Michael Keaton, right, in Birdman (Fox Searchlight Pictures)
If you haven’t already seen Birdman, do yourself a favor and see it right now. It’s already been nominated for a slew of Oscars and serves as Michael Keaton’s comeback. Yet, oddly enough, despite all the nominations, including best actor, director, picture, supporting actor and actress and best screenplay, there’s one glaring nomination that’s missing. One so ingrained into the DNA of the film that it wouldn’t be as effective without it. I am, of course, talking about the score.
This past Thursday I was lucky enough to catch a viewing of Birdman at the Ace theater. The theater was originally constructed in the 20s but was recently restored, Birdman being it’s maiden screening. Though I’d seen Birdman once already, this screening was special because it featured a live score. Now, when I first heard about the live score, I was expecting a full orchestra, conductor, the whole deal. But when I entered, I saw the stage and beneath it, a single drum set.
The score, written by Antonio Sanchez, consists of drums. Only drums. The idea by itself is hard to fathom without seeing it first hand, and, in fact, Keaton showed up for a surprise introduction of the film and, in his few minute monologue, joked about how Inarritu pitched him the score. “I want drums. Just drums cabron”. Jokes aside, Sanchez’s score is not only, in my opinion, the best score of the year, but probably the best since Trent Reznor and Atticus Ross’ score to The Social Network.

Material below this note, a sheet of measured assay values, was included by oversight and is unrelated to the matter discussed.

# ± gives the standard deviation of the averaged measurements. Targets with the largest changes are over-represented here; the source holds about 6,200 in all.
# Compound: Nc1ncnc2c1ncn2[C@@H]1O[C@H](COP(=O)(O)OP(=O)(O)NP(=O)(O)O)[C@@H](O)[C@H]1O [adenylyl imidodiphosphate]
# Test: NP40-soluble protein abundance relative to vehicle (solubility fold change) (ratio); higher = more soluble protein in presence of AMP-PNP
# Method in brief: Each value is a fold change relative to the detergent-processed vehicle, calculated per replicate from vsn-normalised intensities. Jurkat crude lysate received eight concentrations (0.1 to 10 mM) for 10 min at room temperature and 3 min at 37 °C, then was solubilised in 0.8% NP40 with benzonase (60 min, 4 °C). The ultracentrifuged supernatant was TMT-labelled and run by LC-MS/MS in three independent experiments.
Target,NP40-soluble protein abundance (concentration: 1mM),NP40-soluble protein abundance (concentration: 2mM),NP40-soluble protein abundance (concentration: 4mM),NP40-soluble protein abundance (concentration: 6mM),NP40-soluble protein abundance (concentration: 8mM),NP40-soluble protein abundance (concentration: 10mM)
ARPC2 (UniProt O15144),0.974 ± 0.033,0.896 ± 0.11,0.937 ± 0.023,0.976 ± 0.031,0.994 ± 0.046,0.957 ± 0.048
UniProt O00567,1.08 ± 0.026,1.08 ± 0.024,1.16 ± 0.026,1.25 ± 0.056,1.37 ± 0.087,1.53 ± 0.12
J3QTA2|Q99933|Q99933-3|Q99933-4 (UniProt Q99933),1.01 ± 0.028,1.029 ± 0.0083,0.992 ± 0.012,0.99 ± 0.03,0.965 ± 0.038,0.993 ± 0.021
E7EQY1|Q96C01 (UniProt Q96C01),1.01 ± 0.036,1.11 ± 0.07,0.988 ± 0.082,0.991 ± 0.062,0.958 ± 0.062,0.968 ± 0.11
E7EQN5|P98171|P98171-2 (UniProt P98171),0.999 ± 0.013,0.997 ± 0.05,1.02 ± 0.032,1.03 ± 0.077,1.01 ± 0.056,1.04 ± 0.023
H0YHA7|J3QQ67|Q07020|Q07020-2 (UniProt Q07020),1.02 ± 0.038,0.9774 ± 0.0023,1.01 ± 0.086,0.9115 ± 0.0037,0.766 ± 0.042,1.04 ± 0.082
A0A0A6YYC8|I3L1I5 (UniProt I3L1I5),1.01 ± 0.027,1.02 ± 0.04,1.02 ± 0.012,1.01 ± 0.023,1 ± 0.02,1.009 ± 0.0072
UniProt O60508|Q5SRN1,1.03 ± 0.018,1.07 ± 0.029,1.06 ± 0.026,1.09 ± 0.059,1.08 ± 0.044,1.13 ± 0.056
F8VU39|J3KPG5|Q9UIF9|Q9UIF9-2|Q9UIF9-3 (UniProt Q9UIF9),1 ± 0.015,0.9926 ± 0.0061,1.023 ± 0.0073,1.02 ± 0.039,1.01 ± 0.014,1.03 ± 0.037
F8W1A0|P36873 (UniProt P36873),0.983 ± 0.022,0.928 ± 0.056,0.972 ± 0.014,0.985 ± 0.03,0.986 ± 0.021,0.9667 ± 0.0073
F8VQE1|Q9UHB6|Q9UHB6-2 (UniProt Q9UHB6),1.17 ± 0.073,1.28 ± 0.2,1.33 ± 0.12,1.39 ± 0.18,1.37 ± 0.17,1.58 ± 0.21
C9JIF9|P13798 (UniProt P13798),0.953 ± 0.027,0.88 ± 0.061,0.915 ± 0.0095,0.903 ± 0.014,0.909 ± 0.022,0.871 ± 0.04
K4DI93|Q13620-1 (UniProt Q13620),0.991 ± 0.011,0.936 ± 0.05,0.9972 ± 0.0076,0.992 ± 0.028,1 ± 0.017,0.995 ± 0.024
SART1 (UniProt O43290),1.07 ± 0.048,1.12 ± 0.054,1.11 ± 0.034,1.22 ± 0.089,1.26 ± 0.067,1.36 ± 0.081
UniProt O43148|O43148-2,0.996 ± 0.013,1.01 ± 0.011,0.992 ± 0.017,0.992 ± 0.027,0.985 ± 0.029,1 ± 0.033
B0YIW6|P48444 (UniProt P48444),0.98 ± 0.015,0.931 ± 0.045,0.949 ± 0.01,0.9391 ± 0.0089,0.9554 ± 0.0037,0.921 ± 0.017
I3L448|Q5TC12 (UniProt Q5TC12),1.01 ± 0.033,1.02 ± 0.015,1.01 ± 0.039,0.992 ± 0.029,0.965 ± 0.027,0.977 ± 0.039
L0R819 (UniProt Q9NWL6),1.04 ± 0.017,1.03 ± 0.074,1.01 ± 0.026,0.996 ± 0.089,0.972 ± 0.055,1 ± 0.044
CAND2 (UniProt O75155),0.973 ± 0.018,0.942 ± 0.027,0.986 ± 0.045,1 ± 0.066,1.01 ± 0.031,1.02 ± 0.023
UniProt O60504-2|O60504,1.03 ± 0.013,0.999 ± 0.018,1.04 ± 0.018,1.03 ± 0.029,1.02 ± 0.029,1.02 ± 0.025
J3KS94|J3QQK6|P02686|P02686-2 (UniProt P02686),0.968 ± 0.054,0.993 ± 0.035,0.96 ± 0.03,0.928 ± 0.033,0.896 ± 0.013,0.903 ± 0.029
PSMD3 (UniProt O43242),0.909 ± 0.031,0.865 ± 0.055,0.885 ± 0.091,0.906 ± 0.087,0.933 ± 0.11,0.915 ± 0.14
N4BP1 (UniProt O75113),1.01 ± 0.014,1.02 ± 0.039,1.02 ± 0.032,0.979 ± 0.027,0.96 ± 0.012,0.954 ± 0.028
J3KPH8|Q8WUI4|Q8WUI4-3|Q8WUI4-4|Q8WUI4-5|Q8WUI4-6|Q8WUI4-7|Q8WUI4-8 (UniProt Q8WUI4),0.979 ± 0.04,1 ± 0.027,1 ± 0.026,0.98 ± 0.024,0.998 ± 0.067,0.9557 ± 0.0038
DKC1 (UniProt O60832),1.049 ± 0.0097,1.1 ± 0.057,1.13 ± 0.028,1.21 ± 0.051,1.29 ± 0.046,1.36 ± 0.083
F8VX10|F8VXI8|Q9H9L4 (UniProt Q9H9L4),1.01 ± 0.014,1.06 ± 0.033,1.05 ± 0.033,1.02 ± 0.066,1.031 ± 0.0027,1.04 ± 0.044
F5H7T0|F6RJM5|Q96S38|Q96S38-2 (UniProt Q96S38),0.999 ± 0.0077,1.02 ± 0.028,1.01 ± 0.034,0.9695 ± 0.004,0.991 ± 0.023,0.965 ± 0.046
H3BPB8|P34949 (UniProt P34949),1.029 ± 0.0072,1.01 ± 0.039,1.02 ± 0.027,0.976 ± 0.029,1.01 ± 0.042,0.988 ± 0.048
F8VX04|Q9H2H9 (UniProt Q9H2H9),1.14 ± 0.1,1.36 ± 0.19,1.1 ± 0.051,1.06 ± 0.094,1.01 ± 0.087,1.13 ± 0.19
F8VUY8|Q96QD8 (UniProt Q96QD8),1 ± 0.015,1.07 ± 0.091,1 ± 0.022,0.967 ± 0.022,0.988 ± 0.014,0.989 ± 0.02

Sanchez manages to inject rhythm and life into the beats, jagged and smooth, short yet lingering. It’s extremely complex and almost seems to hit lyrical notes in tandem with the story. Being able to look at Sanchez play took the experience to a whole other level. It was both live and not live. Witnessing his movements and the motions that go into creating that music, in a sense, made me feel more connected with the showing and served for a fuller experience in general.
People have been talking about snubs in regard to Selma and Foxcatcher. But I would venture that Sanchez’s snub is the deepest of all. How many awards has Hans Zimmer won? Alexander Desplat? The classic strings orchestra score has been done time and time before, which isn’t to say that they aren’t deserving, yet in todays day and age of reboots and sequels and adaptations, one would hope we would honor and recognize new techniques and visionaries. Sanchez’s score is most certainly one of a kind and will be remembered for years to come. Like I said in the beginning, if you haven’t seen Birdman yet, go. Now.
Fox Searchlight Pictures
Currently in theaters.
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